In 1978, the Bond franchise released Moonraker, which was the franchise’s answer to Star Wars. Like The Spy Who Loved Me before it, it was big, epic, and very broad in scale; unlike TSWLM, it seriously pushed the limits of believability, I mean really pushed them, but it is an entertaining romp, so it was forgiven. However, fan reaction was quite loud; it became the highest grossing Bond film ever at the time, topped later by Goldeneye, seventeen years later.
However, many Bond purists (whose opinion I take with a grain of salt) and some critics did not like the larger than life direction, as well as the Bond-in-space angle, that Moonraker took the franchise, and they had good reason to be concerned. The Bond producers had a history of running with successful trends, and sometimes running them into the ground; you saw that with an excessive use of gadgets in Thunderball and You Only Live Twice, after the success of Goldfinger, and the use of cheap gags in Live and Let Die, taken to the Nth degree in The Man With the Golden Gun (easily the series worst outing), after the success of Diamonds Are Forever.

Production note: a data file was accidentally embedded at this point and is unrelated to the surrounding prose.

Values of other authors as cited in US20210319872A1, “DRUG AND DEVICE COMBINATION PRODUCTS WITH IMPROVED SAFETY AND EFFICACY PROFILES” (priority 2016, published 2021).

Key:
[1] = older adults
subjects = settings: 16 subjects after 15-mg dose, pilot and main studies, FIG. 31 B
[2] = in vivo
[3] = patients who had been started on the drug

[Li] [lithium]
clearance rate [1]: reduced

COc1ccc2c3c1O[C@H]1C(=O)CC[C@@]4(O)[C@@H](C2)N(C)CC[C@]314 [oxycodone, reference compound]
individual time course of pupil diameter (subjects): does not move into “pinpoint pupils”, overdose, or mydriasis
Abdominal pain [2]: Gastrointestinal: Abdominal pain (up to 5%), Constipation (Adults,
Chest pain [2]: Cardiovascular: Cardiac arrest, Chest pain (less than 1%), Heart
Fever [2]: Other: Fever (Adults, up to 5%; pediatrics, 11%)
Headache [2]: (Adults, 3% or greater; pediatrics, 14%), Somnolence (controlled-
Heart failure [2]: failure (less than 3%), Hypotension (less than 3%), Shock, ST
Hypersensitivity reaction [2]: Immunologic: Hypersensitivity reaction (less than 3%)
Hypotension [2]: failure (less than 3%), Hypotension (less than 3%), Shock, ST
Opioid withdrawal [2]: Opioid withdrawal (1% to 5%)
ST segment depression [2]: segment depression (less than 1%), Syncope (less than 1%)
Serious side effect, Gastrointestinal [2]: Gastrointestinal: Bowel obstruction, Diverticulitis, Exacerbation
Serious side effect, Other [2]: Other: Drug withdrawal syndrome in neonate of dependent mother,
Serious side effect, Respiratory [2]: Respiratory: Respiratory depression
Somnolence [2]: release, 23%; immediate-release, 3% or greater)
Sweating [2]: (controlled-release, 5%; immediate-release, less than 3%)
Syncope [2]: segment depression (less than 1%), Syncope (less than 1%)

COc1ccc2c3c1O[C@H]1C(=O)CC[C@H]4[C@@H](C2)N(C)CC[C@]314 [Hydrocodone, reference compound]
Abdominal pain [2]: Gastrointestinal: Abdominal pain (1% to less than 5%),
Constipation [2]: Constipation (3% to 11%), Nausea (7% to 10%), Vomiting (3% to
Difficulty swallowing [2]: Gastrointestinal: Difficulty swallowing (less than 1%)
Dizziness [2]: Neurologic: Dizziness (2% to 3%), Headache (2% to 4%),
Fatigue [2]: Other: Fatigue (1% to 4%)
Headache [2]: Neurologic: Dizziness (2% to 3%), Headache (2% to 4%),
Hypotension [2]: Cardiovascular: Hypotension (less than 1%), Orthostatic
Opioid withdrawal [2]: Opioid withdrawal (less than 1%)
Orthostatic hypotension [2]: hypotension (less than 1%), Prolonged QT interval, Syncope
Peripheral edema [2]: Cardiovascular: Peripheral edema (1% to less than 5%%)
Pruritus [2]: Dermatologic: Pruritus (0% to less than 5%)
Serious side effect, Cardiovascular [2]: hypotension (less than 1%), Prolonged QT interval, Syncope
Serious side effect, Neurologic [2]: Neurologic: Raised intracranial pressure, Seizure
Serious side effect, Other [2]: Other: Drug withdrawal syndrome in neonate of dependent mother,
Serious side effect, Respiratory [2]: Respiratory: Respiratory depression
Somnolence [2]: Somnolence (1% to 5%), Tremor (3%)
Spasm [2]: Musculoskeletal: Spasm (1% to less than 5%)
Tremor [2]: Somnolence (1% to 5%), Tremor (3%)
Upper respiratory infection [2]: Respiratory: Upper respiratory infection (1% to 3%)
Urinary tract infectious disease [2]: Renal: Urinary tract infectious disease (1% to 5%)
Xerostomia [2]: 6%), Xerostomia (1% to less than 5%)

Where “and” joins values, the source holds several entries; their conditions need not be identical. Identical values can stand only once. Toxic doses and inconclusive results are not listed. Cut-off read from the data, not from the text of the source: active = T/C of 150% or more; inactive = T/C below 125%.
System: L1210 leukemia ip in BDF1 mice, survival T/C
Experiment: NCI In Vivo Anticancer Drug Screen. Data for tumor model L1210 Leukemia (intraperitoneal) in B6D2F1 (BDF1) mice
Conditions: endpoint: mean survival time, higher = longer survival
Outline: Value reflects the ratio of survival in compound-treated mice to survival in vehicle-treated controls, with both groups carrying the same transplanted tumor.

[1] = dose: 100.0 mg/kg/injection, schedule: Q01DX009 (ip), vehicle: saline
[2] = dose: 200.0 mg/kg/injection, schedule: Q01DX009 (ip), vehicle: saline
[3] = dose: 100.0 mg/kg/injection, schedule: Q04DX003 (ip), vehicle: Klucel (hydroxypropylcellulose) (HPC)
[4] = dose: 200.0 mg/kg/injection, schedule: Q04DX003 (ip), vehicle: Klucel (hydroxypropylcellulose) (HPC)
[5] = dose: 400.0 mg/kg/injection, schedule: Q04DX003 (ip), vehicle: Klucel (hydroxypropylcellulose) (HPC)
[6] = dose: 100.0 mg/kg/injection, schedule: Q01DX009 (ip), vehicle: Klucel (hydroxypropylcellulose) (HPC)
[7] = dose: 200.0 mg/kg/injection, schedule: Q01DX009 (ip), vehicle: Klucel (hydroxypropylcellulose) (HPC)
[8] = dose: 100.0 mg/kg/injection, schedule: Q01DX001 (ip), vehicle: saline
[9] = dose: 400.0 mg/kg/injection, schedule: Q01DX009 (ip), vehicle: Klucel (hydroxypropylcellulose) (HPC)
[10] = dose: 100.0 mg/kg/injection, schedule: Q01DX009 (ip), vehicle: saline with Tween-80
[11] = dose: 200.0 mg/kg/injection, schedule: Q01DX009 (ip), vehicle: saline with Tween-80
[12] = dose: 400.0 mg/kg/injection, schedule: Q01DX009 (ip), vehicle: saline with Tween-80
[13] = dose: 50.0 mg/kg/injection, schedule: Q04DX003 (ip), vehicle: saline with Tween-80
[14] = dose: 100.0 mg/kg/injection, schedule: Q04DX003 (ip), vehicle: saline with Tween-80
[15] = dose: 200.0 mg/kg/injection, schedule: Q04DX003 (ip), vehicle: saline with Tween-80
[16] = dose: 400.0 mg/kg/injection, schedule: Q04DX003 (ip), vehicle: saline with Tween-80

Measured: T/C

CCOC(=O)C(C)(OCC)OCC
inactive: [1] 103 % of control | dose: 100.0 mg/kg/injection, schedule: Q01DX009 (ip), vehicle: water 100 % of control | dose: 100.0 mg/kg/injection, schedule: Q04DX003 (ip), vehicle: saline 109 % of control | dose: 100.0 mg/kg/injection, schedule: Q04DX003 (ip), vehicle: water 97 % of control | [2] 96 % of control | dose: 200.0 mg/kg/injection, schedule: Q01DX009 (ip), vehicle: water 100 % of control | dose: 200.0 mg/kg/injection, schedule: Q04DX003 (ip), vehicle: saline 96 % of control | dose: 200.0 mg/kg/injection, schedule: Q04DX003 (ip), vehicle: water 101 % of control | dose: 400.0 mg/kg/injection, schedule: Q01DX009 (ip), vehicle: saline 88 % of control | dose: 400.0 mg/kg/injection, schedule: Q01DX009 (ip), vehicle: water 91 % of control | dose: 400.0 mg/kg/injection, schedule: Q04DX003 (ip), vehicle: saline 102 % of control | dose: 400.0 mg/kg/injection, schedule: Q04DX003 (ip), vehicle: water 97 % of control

However, there was a new regime in place. Michael G. Wilson, the stepson of Bond franchise founder Albert R. Broccoli, noted that to follow the direction of Moonraker would lead them to a place that was “very silly,” and possibly ruin the franchise. Now, don’t get me wrong: everyone was proud of their achievement in Moonraker; and it is a fantastic film, as well as the only Bond to have a science fiction angle, but after something that enters the sci-fi realm, they needed to bring Bond back to Earth.
The new regime that came into place to do just that would remain in place for nearly ten years. John Glen, who had been an editor and second unit director on many previous Bond films, was promoted to director. Richard Maibaum, a longtime Bond screenwriter, began working with Michael G. Wilson, and the two of them would ultimately form a successful writing team. Albert R. Broccoli, the long time producer, eventually promoted his stepson from executive producer to full producer, and his daughter, Barbara Broccoli, to associate producer, thus paving the way for the next generation.